Olsen was the intended target on both of the Bears' interceptions. On the first, he didn't put up a fight for a poorly thrown pass. On the second, a collision with Goff knocked him off his seam route.
If the roles of Matt Forte and Chester Taylor don't start to evolve, they might want to put on about 100 pounds each. Because all they really do is block.
Neither Forte nor Taylor had enough chances, though, especially in light of the circumstances.
They didn't do anything to help the team win, but they didn't do anything to make their team lose either. With only 13 passes thrown their way and most of them short ones, the wide receivers really weren't given much of a chance in this one.
This grade would have been higher, but the line wore down in the second half and helped allow the Giants 142 rushing yards after halftime.
Julius Peppers played another outstanding game. If he played against the Bears' offense, it would take him about three quarters to set a record for sacks in a season.
Israel Idonije is known as a run defender and so-so pass rusher, but his pass rush was more effective than his run defense in spots Sunday.
If Lovie Smith was hoping to light a fire under Tommie Harris, he's going to need more kerosene. Harris was a non-factor.
This unit has to take some of the blame for the run defense, but Brian Urlacher continues to play like a candidate for defensive player of the year. He got his hands on two passes, recovered a fumble and was a force in the gaps with another stuff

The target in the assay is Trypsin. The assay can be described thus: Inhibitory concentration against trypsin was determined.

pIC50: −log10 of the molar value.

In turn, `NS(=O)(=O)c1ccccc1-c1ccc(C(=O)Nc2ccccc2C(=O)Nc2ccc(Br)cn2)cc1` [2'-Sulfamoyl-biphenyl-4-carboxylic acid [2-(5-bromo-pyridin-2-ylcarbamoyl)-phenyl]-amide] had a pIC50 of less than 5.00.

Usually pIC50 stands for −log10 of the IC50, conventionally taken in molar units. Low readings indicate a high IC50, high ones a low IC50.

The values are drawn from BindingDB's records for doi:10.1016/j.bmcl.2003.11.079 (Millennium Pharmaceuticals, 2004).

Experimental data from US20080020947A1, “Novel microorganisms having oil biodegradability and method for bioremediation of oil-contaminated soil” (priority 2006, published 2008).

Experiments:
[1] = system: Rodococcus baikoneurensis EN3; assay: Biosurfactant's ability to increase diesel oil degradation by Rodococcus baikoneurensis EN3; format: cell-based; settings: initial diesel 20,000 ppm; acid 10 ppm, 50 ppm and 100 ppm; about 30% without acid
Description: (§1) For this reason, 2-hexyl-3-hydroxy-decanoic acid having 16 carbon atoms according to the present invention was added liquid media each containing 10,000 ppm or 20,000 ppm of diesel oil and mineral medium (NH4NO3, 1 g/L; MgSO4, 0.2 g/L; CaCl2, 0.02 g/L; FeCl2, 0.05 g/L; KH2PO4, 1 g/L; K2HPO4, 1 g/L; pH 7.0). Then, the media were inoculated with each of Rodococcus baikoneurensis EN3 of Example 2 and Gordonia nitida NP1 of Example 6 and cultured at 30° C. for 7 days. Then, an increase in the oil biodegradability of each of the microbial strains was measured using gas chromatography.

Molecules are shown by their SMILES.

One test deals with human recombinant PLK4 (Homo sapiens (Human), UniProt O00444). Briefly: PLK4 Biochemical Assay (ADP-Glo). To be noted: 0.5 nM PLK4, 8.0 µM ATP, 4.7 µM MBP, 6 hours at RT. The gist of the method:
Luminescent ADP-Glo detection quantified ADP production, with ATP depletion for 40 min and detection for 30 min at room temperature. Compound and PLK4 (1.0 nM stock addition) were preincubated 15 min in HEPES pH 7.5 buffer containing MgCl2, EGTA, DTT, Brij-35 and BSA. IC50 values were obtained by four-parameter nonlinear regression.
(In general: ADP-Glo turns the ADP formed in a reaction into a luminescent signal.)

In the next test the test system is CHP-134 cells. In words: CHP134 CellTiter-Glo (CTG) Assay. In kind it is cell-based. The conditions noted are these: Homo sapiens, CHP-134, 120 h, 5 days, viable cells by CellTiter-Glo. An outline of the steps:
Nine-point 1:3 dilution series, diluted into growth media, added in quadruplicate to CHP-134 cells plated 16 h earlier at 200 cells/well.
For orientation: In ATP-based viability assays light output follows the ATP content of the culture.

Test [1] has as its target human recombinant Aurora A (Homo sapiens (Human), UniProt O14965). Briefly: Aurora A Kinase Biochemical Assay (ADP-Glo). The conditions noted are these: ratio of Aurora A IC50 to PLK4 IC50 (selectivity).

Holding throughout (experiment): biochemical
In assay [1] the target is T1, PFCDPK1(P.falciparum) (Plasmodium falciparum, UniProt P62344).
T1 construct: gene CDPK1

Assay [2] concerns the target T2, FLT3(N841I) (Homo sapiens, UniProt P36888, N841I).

Danieal Manning and Chris Harris combined to make 17 tackles and Harris recovered a fumble, but they took some bad angles at times.
On Ahmad Bradshaw's 3-yard touchdown run, Manning had Bradshaw stood up at the 2 but couldn't bring him down.
A missed tackle by Harris enabled Brandon Jacobs to get another 21 yards late in the fourth quarter.
Zack Bowman served notice he was back by saving a touchdown with a forced fumble and recovery in the fourth quarter. But on the ensuing Giants' possession, he was beaten on a 30-yard completion.
Tim Jennings is showing an inclination for allowing receivers to run past him, then catching up and sticking his hand up at the last second to knock away underthrown balls. If he keeps playing like that, it will catch up with him. Jennings missed a tackle that enabled Kevin Boss to get 9 yards on an 11-yard gain.
The special teams units failed to take advantage of some nice opportunities. A holding call on Earl Bennett negated a 36-yard return. No one made plays when the Giants bobbled a punt return and fumbled a punt snap.
interesting thought by miller on the '258" call and cutler not being the same after
15 on 6: Ugliest offensive performance ever
By Jim Miller
If Sunday night's game was the precursor for an early Halloween scare, the Bears succeeded!
I could not even believe what I was witnessing, then asked to comment on, as a former player, for Bears Postgame Live. The outcome of this debacle was the total opposite of what I anticipated. The Bears needed to be like the Jets who went into Buffalo and gave the Bills exactly what they expected - a beat Down!
The Giants were a team at the crossroads and waiting for their own demons to take hold all the way up to halftime. For the Bears to even jog to the locker room down 3-0 after 30 minutes was a miracle. This is after giving up nine sacks, a sack fumble, an interception, three offensive line changes and a total output of only 22 yards offensively.
It truly was the ugliest offensive performance I have ever witnessed from an NFL team.